Thursday, August 29, 2013

Custom JCA Adapter and Dynamic log4j Logging Level Control with Weblogic

Recently I worked on dynamical log4j logging level control in a custom JCA adapter. I still don’t know much about JCA adapter. But I managed to make it work, and in the process I picked up a few more interesting things about Weblogic and log4j configurations.

At the core, the solution is the same as in http://yuanmengblog.blogspot.com/2013/08/weblogic-log-files-and-log4j-tricks.html i.e. use this code snippet in a "central" location of your code:

if (notInitialized) {
   String fileName = System.getProperty("jca.log4j.configFile");
   DOMConfigurator.configureAndWatch(fileName, 3000);
}

I stumbled upon a few subtle things about log4j and Weblogic before I made it to work. Here are a few things to pay close attention if you want to do it:

1. By default, Weblogic uses its own logging mechanism (it’s based on log4j)
2. setDomainEnv.sh script may set a specific Java system variable "-Dlog4j.configuration". Based on my test, this variable is sort of a "reserved" by Weblogic. The value of this variable is "file:yourAbsoluteFilePath". Be extra careful with the variable name and the "file:" prefix. 
3. If you place log4j.xml in the domain home directory, then Weblogic will pick it up and uses that one. It confused me for a while. I only found it out by trial and error.

The common thing about these scenarios is that Weblogic will internally pick up the log4j.xml file. When that happens, Weblogic initializes log4j, and you have no control of the file whatsoever. You can modify the log4j.xml all you want; weblogic is not going to do anything with the changes unless you restart the server.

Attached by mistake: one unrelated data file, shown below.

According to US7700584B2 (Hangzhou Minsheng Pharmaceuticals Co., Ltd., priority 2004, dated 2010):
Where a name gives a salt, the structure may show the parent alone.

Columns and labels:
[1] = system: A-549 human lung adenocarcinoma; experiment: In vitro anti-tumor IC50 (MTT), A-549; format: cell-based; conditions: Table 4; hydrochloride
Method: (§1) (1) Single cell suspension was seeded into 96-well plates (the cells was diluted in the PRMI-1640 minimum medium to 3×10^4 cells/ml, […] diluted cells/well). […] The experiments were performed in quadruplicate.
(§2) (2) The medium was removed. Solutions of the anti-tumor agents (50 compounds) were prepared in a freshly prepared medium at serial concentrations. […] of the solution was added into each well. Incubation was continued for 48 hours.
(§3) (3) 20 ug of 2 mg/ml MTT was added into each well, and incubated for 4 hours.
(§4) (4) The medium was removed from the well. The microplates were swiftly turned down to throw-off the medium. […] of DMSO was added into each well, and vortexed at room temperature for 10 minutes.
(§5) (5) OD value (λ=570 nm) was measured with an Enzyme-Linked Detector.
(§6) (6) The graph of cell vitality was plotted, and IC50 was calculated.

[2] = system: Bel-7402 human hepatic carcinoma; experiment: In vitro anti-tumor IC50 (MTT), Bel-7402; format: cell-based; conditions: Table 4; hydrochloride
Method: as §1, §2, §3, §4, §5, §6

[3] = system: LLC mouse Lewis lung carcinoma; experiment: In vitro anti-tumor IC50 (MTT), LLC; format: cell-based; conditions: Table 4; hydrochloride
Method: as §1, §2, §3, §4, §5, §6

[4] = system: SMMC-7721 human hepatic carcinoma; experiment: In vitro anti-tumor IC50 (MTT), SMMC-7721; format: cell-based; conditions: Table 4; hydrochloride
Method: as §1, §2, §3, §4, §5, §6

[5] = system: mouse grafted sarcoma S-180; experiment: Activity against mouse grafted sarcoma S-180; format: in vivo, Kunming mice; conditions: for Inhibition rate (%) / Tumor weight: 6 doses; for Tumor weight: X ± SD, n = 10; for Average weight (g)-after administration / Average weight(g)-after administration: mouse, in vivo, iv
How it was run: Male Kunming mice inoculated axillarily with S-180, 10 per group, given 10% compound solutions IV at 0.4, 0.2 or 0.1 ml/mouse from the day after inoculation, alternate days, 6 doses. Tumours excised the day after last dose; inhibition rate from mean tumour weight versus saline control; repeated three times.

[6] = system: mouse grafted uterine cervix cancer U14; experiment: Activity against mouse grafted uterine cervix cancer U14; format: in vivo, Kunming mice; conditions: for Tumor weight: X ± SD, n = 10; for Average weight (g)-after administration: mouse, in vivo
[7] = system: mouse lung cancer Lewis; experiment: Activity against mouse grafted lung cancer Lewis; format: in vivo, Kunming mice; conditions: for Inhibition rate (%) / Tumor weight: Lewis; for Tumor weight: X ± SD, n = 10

So the solution is :
1. Do not to place "log4j.xml" in the domain folder, or use a different file name, such as "mylog4j.xml". 
2. Use a different Java system variable name, such as "jca.log4j.configFile" (just make sure do not "log4j.configuration").
3. Since you pick your own variable name, you should not use the "file:" prefix for the variable value. Instead, just use the full path name of you log4j configuration file.

That’s about it. I named my file "my-test-log4j.xml". I picked a variable name like "jca.log4j.confiureFile". I was able to change "my-test-log4j.xml" and watch the logging levels change on the fly.

Also, make sure if you start the server (such as AdminServer) with the script, then you need to update the script to pass the variable in. If you use nodeManager (for managed servers), then you should use weblogic console, server, startup argument field to pass in the variable.

Finally, in the JCA rar file, there is a weblogic-ra.xml that allows you to name your "<log-filename>" element, I tested that, it merely generated a file with that name; nothing gets logged into that file. I’m not sure how to use that file. So I simply skipped this element in the weblogic-ra.xml file.

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